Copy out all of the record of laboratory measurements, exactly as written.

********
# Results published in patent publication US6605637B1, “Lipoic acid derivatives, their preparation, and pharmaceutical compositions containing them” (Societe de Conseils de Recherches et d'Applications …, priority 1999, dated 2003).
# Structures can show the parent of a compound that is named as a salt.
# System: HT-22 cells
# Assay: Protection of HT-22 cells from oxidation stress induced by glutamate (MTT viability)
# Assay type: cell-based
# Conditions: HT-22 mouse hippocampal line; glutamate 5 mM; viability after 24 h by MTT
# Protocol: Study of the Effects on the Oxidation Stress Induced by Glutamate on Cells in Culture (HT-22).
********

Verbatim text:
# Results published in patent publication US6605637B1, “Lipoic acid derivatives, their preparation, and pharmaceutical compositions containing them” (Societe de Conseils de Recherches et d'Applications …, priority 1999, dated 2003).
# Structures can show the parent of a compound that is named as a salt.
# System: HT-22 cells
# Assay: Protection of HT-22 cells from oxidation stress induced by glutamate (MTT viability)
# Assay type: cell-based
# Conditions: HT-22 mouse hippocampal line; glutamate 5 mM; viability after 24 h by MTT
# Protocol: Study of the Effects on the Oxidation Stress Induced by Glutamate on Cells in Culture (HT-22).